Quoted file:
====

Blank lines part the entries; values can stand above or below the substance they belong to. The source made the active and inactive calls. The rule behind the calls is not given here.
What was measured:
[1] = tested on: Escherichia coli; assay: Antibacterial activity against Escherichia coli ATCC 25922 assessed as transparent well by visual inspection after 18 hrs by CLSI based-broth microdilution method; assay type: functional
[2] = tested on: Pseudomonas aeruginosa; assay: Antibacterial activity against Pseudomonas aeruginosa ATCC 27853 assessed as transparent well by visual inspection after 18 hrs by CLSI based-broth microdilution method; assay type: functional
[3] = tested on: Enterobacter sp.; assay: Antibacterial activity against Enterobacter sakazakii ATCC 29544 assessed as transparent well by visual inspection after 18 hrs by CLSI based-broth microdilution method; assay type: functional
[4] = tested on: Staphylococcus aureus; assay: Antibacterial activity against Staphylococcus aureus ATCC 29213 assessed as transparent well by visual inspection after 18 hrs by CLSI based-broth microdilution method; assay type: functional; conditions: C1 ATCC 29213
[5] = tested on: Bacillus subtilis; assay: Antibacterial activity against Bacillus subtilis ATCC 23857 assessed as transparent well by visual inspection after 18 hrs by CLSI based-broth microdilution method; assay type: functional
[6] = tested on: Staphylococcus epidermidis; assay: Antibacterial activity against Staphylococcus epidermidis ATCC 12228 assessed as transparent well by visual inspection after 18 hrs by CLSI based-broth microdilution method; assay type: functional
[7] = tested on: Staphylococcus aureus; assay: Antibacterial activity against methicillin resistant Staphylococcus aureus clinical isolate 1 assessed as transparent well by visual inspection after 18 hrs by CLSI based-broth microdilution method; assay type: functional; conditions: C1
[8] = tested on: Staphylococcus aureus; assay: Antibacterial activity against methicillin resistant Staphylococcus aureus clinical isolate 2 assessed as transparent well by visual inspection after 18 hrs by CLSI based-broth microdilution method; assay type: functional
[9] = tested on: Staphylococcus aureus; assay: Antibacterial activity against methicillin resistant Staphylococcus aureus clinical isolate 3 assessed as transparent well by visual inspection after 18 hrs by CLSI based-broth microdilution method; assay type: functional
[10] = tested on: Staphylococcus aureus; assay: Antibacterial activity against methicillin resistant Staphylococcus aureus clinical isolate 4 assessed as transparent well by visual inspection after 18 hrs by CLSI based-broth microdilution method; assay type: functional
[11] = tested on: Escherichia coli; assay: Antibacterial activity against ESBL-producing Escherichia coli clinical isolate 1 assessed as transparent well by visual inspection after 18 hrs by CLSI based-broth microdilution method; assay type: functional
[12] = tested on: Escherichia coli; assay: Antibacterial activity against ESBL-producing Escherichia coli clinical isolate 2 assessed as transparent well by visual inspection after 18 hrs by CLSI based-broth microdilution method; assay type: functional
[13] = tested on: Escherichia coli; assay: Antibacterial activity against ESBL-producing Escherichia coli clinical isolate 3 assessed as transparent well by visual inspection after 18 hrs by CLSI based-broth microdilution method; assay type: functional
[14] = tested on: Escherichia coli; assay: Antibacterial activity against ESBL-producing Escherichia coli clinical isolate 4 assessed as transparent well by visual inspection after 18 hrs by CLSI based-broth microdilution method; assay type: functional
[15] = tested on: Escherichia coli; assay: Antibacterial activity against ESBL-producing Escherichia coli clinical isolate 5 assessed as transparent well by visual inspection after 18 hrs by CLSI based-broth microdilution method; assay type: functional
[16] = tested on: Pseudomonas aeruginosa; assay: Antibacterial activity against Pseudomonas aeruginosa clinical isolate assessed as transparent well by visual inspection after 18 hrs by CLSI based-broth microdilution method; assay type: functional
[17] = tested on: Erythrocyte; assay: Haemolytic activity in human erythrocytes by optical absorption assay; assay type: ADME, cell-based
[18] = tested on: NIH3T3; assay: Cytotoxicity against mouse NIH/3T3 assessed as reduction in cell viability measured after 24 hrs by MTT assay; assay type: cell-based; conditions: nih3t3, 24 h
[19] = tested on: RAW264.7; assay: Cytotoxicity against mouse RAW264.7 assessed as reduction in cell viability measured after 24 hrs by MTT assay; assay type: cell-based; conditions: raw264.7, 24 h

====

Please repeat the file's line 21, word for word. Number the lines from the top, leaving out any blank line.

[19] = tested on: RAW264.7; assay: Cytotoxicity against mouse RAW264.7 assessed as reduction in cell viability measured after 24 hrs by MTT assay; assay type: cell-based; conditions: raw264.7, 24 h